“There’s an old market adage that states that markets can stay irrational longer than you can stay solvent. Stated differently, bull and bear markets can and will go longer than you expect. If you fight the trend because you think you know more than Mr. Market, good luck with that. Such bullheadedness doesn’t usually work out for those without the deepest of pockets.
This is why we just can’t write off these markets. As we look at the bigger trends that feeling inside may be absolutely correct. Or wrong. Only time and markets will let us know. So while it is uncomfortable staying with stocks, assuming low interest rates and commodity prices, and a range-bound U.S. dollar, we have no compelling reason to change course.”
Over the rest of 2016 we remained bullish on equities and more cautious on bonds, particularly after yields had started to move off of the market bottom or 1.36% yield for the 10-Year U.S. Treasury. It was challenging at times to remain bullish, but not as much as you might think. Politics … oh that dreaded word … had a lot of people making assumptions about what would happen post-election based off of a Clinton or a Trump victory. And yes, we do have a variety of political opinions amongst us, when it comes to the markets those opinions are meaningless. What we pay attention to is the markets.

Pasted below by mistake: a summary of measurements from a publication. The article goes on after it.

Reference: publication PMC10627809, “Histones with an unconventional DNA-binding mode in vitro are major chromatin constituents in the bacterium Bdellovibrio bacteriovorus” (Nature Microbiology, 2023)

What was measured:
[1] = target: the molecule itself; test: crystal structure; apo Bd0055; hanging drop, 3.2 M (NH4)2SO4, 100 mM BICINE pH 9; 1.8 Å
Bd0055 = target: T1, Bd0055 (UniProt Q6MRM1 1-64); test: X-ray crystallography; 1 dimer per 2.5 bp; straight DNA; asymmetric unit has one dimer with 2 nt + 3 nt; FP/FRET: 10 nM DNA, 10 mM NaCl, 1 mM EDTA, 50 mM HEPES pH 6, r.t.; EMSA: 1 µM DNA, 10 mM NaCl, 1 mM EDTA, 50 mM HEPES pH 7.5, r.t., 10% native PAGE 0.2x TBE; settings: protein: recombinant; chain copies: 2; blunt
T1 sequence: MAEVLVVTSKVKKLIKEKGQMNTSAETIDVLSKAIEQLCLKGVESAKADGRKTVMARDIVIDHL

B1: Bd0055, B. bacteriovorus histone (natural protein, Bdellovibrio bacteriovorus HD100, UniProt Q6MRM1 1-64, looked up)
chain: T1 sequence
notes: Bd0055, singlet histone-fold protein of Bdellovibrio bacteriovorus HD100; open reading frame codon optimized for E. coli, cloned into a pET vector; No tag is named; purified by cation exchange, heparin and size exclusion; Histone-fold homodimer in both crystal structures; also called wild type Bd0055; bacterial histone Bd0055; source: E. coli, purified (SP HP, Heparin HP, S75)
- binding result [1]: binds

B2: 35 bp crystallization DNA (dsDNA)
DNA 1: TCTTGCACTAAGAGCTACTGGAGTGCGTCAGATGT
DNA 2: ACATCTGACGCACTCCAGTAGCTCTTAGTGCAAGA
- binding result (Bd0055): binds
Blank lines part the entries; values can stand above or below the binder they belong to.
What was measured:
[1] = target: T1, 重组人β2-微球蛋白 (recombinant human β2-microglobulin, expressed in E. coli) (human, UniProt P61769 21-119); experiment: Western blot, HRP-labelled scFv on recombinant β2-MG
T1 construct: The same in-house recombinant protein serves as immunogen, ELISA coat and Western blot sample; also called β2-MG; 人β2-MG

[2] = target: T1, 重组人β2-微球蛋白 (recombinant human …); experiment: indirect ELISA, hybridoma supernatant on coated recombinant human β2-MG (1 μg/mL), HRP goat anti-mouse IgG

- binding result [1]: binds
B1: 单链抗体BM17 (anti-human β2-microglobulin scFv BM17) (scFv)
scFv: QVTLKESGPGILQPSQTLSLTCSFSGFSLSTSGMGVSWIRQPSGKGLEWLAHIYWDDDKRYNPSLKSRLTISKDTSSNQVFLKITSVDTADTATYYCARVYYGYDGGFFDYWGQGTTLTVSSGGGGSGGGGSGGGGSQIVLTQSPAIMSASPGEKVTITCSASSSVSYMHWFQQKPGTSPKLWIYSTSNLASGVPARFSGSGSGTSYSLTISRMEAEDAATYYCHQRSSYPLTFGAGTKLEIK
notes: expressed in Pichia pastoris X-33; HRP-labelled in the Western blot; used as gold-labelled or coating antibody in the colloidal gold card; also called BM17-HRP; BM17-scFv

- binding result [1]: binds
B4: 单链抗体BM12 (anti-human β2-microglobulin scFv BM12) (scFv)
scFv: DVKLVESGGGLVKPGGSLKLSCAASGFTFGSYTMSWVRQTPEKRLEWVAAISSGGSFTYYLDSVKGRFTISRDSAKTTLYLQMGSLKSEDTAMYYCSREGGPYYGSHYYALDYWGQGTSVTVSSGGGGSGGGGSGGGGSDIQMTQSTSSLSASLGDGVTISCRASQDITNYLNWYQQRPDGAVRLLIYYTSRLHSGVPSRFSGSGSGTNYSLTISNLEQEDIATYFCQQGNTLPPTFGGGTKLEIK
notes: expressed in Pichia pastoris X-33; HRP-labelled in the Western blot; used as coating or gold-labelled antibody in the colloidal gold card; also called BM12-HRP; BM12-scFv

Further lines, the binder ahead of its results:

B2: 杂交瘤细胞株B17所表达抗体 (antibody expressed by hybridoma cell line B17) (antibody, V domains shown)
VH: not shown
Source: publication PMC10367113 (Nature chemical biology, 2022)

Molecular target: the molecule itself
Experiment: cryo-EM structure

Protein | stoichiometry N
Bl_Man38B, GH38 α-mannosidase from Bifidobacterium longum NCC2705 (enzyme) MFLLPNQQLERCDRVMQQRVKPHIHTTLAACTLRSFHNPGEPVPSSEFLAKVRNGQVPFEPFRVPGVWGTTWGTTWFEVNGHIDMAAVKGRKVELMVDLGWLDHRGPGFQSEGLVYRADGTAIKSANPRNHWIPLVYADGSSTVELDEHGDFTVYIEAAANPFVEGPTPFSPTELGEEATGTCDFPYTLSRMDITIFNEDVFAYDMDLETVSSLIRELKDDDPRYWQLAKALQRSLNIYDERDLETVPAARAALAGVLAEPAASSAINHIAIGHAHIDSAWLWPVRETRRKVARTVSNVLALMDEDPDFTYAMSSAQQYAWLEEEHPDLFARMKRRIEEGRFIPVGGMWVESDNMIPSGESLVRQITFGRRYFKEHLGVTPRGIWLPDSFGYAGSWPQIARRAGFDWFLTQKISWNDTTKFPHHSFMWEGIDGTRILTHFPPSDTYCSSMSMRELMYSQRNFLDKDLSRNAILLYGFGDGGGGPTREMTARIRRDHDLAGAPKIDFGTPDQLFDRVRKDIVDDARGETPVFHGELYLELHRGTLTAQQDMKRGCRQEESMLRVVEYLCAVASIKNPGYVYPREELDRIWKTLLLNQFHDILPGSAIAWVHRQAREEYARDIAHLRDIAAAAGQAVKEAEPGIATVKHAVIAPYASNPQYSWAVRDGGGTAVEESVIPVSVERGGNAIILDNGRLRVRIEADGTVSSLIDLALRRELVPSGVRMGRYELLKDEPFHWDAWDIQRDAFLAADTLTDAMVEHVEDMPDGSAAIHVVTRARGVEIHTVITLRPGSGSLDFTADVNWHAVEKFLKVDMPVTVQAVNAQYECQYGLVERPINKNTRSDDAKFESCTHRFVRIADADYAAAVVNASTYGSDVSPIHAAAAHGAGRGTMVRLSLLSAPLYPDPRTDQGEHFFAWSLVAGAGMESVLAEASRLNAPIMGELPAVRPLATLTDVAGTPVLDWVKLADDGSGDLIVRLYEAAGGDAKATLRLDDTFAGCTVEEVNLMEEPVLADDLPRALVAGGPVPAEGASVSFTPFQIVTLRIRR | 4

In our October Stock market report we noted the relative strong showing of the U.S. equity markets. September and October were negative, but not by much. Both of these months, by the way, are in general not good. According to Jeffery Hirsch’s Stock Trader’s Almanac 2017 the average monthly return for the month of September since 1950 is -0.5% (page 50) while October is known as a “jinx” month (page 90) because of crashes in 1929 and 1987, along with the 554 point drop on October 27, 1997. That we made it through those two months relatively unscathed felt like a big win at the time (and still does).